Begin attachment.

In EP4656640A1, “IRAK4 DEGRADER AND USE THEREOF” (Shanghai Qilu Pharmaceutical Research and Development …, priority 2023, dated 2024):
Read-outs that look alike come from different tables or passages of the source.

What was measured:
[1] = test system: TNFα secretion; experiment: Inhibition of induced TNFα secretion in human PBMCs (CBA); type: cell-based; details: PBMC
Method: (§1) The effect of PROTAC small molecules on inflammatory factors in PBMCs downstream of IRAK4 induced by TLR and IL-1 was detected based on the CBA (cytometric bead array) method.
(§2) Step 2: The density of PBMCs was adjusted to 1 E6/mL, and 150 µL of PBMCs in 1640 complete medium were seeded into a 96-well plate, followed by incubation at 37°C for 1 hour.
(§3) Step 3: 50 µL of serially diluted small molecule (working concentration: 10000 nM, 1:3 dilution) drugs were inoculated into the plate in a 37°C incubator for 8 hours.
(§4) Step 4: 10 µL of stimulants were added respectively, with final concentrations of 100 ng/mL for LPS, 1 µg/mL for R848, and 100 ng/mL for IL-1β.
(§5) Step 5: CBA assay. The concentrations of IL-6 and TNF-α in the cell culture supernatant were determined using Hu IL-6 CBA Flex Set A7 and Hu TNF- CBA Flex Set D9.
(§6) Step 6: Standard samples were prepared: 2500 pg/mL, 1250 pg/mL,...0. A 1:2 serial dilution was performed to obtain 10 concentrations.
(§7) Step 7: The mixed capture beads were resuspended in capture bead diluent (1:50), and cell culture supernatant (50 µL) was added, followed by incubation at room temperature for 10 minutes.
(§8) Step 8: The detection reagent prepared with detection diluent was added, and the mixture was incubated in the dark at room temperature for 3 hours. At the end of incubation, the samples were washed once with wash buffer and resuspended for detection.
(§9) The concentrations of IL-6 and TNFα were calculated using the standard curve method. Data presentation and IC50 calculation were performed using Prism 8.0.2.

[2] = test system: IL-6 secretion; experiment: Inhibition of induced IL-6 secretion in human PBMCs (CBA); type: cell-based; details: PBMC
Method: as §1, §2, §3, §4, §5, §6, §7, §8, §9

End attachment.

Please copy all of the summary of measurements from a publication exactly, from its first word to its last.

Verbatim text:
In EP4656640A1, “IRAK4 DEGRADER AND USE THEREOF” (Shanghai Qilu Pharmaceutical Research and Development …, priority 2023, dated 2024):
Read-outs that look alike come from different tables or passages of the source.

What was measured:
[1] = test system: TNFα secretion; experiment: Inhibition of induced TNFα secretion in human PBMCs (CBA); type: cell-based; details: PBMC
Method: (§1) The effect of PROTAC small molecules on inflammatory factors in PBMCs downstream of IRAK4 induced by TLR and IL-1 was detected based on the CBA (cytometric bead array) method.
(§2) Step 2: The density of PBMCs was adjusted to 1 E6/mL, and 150 µL of PBMCs in 1640 complete medium were seeded into a 96-well plate, followed by incubation at 37°C for 1 hour.
(§3) Step 3: 50 µL of serially diluted small molecule (working concentration: 10000 nM, 1:3 dilution) drugs were inoculated into the plate in a 37°C incubator for 8 hours.
(§4) Step 4: 10 µL of stimulants were added respectively, with final concentrations of 100 ng/mL for LPS, 1 µg/mL for R848, and 100 ng/mL for IL-1β.
(§5) Step 5: CBA assay. The concentrations of IL-6 and TNF-α in the cell culture supernatant were determined using Hu IL-6 CBA Flex Set A7 and Hu TNF- CBA Flex Set D9.
(§6) Step 6: Standard samples were prepared: 2500 pg/mL, 1250 pg/mL,...0. A 1:2 serial dilution was performed to obtain 10 concentrations.
(§7) Step 7: The mixed capture beads were resuspended in capture bead diluent (1:50), and cell culture supernatant (50 µL) was added, followed by incubation at room temperature for 10 minutes.
(§8) Step 8: The detection reagent prepared with detection diluent was added, and the mixture was incubated in the dark at room temperature for 3 hours. At the end of incubation, the samples were washed once with wash buffer and resuspended for detection.
(§9) The concentrations of IL-6 and TNFα were calculated using the standard curve method. Data presentation and IC50 calculation were performed using Prism 8.0.2.

[2] = test system: IL-6 secretion; experiment: Inhibition of induced IL-6 secretion in human PBMCs (CBA); type: cell-based; details: PBMC
Method: as §1, §2, §3, §4, §5, §6, §7, §8, §9